If you think I’m talking about the U.S.A then you are wrong! This land of dreams, where our profession is so loved is in fact the Republic Of  Ireland.

I’ve just returned from Dublin, after three days of judging the Press Photographer’s Association of Ireland ‘AIB Photojournalism Awards 2012′, along with my colleague photographer Peter Macdiarmid from Getty Images and legendary former picture editor of The Irish Times, Dermot O’Shea. We spent a fantastic weekend going through the cream of Irish press photography. The decisions were hard to make, but we were happy to spend the hours in a darkened room because the photography was just amazing. The results are almost a state secret, only to be revealed in February at the gala black tie dinner attended by non other than the Irish President Michael Higgins himself! Peter and myself were treated like visiting dignitaries and taken to the best restaurants and bars in Dublin, where the reception was never anything other than fiercely friendly. We are both looking forward to returning for the main event.

The thing that struck us both during the visit and which spurred me on to writing this, my first ever blog post, was how different the atmosphere was around the subject of press photography in Ireland. It really is respected, all the things I mentioned at the start of this post are true. On the final day of judging we were visited in the hotel, where the judging was taking place, by six photographers from the Irish national press for a photocall and on the following day the readers were put off their breakfast by our (mine and Pete’s) ugly mugs staring back at them. These national papers will also run massive spreads after the winners have been announced. The winner, as I said earlier, is taken to be interviewed on ‘The Late Late Show’, Ireland’s highest rated and most prestigious television show on RTE. This is fantastic support and publicity for the world of photojournalism and it is quite obviously paying dividends evident in the Irish public’s attitude to our job. The sponsor, Allied Irish Bank (AIB) must take a great deal of the credit too. They tour the exhibition to their branches around the country bringing this high quality work to the grassroots. Small communities getting the chance to see the work of the country’s finest. AIB also marry the tour to local festivals, so the photography becomes part of community events. It’s a simple idea but brilliantly effective because it makes people feel part of our job. It’s there for them to see in their high street.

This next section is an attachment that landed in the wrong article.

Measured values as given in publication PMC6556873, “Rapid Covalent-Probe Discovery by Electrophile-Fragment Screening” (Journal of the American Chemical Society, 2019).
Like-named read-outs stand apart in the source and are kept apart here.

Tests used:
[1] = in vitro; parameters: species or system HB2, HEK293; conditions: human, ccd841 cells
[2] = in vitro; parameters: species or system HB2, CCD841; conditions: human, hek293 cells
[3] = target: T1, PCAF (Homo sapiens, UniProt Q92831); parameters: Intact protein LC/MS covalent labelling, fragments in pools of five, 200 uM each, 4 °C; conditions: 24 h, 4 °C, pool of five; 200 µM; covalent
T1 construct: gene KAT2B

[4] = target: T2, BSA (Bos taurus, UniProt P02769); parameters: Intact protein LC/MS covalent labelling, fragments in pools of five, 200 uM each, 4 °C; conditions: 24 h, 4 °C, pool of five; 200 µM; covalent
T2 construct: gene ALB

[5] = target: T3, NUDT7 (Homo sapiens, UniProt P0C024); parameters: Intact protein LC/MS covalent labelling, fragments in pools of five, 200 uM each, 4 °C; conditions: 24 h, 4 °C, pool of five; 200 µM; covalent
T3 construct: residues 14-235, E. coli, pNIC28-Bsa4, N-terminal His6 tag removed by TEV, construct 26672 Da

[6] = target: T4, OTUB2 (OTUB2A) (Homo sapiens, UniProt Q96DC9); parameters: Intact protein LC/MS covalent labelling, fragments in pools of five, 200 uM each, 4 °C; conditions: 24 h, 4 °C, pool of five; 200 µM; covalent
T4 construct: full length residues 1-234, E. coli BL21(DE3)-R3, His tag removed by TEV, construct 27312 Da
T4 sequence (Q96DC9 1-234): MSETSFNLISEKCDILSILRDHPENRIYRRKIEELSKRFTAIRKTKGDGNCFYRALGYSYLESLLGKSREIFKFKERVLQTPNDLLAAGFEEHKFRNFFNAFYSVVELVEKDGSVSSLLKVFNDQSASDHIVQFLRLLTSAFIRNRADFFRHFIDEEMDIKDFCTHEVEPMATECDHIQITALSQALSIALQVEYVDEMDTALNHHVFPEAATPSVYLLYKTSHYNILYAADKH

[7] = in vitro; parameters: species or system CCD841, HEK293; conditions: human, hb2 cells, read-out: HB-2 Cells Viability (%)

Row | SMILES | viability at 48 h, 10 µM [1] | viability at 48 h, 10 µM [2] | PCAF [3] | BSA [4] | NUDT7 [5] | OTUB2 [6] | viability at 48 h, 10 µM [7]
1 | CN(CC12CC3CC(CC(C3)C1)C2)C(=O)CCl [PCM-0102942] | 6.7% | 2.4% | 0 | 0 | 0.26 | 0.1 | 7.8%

Bearing all this in mind makes you wonder. Could we TheBPPA do the same !? Maybe we would need a fairy godmother sponsor? The work involved in touring any exhibition is daunting and probably beyond a volunteer lead organisation at the moment, but the publicity in other areas of the media must be achievable. We’ve got friends in television, why can’t we get them onside!? We all mostly work for newspapers and magazines, why can’t we get them to do spreads of member’s work when we have a completed project? I used to do ‘vox pops’ with Boris Johnson, surely City Hall is a prime exhibition space?We need ideas and we need everyone to get behind the cause…….

Whatever we do we’d better do it fast! The Leveson Inquiry set up following the phone hacking scandal, was very quick to turn it’s guns on press photographers. It’s easy to see why….we are ‘low hanging fruit’. The visible face of journalism. We stand on the street, we don’t hide in an office. We come face to face with the public and from experience I can tell you they are not big fans. We need to win them over. We need them to understand that we are there to serve them. We are there to show them what’s going on.

Andrew Wiard, a fellow TheBPPA board member and respected photojournalist, coined this brilliant phrase at a recent meeting when he said, “We are the eyes of the public..”

All we have to do now is work to get them to see it!